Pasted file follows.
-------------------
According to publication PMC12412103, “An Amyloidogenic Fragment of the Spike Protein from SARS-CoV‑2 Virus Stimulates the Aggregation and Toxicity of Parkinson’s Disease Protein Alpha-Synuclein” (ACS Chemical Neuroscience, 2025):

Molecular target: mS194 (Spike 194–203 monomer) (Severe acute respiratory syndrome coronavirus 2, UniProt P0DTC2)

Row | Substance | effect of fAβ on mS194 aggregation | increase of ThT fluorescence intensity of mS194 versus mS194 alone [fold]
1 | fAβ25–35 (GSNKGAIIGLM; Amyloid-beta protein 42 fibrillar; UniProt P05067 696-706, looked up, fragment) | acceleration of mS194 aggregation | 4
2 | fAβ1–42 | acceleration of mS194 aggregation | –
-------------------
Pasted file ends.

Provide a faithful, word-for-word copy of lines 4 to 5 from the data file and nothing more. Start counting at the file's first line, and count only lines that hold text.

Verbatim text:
1 | fAβ25–35 (GSNKGAIIGLM; Amyloid-beta protein 42 fibrillar; UniProt P05067 696-706, looked up, fragment) | acceleration of mS194 aggregation | 4
2 | fAβ1–42 | acceleration of mS194 aggregation | –